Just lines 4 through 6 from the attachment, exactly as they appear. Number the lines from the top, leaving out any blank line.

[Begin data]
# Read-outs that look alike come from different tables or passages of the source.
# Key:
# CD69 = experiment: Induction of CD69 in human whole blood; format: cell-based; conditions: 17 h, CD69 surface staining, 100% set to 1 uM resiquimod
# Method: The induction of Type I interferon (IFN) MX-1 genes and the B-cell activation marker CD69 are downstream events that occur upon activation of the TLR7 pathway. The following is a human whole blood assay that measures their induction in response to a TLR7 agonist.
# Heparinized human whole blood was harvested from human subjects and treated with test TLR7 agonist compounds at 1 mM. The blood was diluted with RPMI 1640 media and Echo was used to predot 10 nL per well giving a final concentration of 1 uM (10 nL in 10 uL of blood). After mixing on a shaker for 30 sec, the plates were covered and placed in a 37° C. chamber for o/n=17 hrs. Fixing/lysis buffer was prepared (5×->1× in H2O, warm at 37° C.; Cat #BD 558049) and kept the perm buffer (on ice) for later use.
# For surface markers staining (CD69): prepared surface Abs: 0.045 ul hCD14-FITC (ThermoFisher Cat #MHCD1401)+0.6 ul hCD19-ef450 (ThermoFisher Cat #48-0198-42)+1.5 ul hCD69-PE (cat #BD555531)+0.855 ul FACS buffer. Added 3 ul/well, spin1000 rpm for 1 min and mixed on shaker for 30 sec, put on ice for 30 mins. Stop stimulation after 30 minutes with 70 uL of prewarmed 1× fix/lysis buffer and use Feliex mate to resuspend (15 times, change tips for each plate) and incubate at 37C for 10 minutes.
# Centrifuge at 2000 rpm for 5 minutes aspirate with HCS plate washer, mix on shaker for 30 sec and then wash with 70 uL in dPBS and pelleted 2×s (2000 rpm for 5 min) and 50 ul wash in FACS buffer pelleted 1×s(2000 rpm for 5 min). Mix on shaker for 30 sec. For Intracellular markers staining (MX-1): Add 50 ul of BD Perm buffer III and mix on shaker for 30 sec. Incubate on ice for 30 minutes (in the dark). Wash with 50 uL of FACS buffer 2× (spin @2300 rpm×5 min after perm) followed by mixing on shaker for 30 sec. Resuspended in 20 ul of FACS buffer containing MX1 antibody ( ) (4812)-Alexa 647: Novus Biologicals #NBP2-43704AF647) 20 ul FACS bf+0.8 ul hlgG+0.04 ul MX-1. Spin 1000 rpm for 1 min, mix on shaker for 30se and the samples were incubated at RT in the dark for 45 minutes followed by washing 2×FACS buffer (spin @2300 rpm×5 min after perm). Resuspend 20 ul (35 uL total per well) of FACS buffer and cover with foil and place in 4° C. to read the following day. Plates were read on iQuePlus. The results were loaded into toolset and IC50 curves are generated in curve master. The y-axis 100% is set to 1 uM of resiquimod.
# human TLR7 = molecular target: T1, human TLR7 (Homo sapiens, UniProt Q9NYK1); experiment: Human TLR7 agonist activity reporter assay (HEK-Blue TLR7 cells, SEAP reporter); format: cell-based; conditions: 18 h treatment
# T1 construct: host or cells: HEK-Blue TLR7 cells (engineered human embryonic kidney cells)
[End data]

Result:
# Method: The induction of Type I interferon (IFN) MX-1 genes and the B-cell activation marker CD69 are downstream events that occur upon activation of the TLR7 pathway. The following is a human whole blood assay that measures their induction in response to a TLR7 agonist.
# Heparinized human whole blood was harvested from human subjects and treated with test TLR7 agonist compounds at 1 mM. The blood was diluted with RPMI 1640 media and Echo was used to predot 10 nL per well giving a final concentration of 1 uM (10 nL in 10 uL of blood). After mixing on a shaker for 30 sec, the plates were covered and placed in a 37° C. chamber for o/n=17 hrs. Fixing/lysis buffer was prepared (5×->1× in H2O, warm at 37° C.; Cat #BD 558049) and kept the perm buffer (on ice) for later use.
# For surface markers staining (CD69): prepared surface Abs: 0.045 ul hCD14-FITC (ThermoFisher Cat #MHCD1401)+0.6 ul hCD19-ef450 (ThermoFisher Cat #48-0198-42)+1.5 ul hCD69-PE (cat #BD555531)+0.855 ul FACS buffer. Added 3 ul/well, spin1000 rpm for 1 min and mixed on shaker for 30 sec, put on ice for 30 mins. Stop stimulation after 30 minutes with 70 uL of prewarmed 1× fix/lysis buffer and use Feliex mate to resuspend (15 times, change tips for each plate) and incubate at 37C for 10 minutes.